Friday, February 14, 2014

Andy Denzler at Claire Oliver

I've been obsessed with Andy Denzler for a long time and finally had the opportunity to see the Swiss artist's glitch paintings in the flesh at Claire Oliver in Chelsea.

Some words about Denzler's method, from D. Dominick Lombardi on Artslant:
Working in stages, Denzler first marks off an outline of his subject with sketchy brush strokes, which he then overpaints with a rather straightforward depiction of same. The third layer is a thick impasto that directly relates to the under-painting both in placement and color. It is in this final "fat" layer of paint that one can see the artist’s individual color selections, which are quite informative. His flesh tones in particular are numerous and variously warm and cool. His style shares something with pointillism or impressionism insofar as Denzler’s colors are more or less separate, even though there is some inevitable mixing that naturally occurs during the application. 
The painted surface of each canvas varies. Some are so thin that the texture of the canvas is visible; others are as thick as icing on cake. In certain areas of the more thickly applied paint the artist makes a smearing blend in a vertical motion. After the uneven, uppermost surface blends are completed, Denzler takes great risk by making deliberate and invasive sweeps across the painted surface from side to side leaving only a few select bands untouched. In the end, the artist is left with an "out-of-focus" Gerhard Richter's Baader Meinhof-esque painting—if you look past the untouched bands. Finally, Denzler goes back in with paint – or works with what remains still on the canvas – to clarify salient features in the figures.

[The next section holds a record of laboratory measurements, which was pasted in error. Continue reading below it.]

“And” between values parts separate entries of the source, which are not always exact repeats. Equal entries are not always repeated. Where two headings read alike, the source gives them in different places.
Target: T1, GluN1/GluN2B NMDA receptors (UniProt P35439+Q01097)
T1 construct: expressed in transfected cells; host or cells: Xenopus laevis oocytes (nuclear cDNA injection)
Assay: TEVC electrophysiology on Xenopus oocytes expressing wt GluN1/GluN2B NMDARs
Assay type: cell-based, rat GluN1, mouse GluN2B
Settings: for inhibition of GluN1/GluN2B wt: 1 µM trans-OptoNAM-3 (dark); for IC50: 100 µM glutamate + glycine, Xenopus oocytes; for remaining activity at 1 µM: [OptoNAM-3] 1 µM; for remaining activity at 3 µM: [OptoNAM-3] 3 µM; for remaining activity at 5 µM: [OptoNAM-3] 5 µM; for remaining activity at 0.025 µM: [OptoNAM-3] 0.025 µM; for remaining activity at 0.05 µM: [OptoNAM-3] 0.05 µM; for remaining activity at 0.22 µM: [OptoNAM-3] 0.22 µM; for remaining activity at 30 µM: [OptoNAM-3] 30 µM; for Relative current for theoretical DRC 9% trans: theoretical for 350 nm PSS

Even though glitch art has its roots in corrupted digital imagery, I was surprised by Denzler's lush, voluptuous textures which are not quite evident in online photos. Denzler's works definitely come from the painterly traditions of abstract expressionism even though his references appear to be photographs or video stills.

There is a palpable feeling of voyeurism and decay in his work, as well as an exhilirating visual tension from the rhythmic bands of blurred and pixelated passages. By obscuring his subjects in this manner Denzler somehow manages to make them seem more real. Indeed, breathtakingly alive. I have much to learn from this artist.

Andy Denzler: Between the Fragments will be on view until tomorrow, February 15, 2014.

Ophelia V
Oil on Canvas
47.2 x 55.1 inches | 120 x 140 cm

The Observer
Oil on Canvas
31.5 x 27.5 inches | 80 x 70 cm

Haunted Garden II
Oil on Canvas
70.9 x 59.1 inches | 180 x 150 cm

Grape Eater
Oil on Canvas
31.5 x 27.5 inches | 80 x 70 cm

Cora II
Oil on Canvas
31.5 x 27.5 inches | 80 x 70 cm

Ghost in Me
Oil on Canvas
31.5 x 27.6 inches | 80 x 70 cm

For more images, click here.

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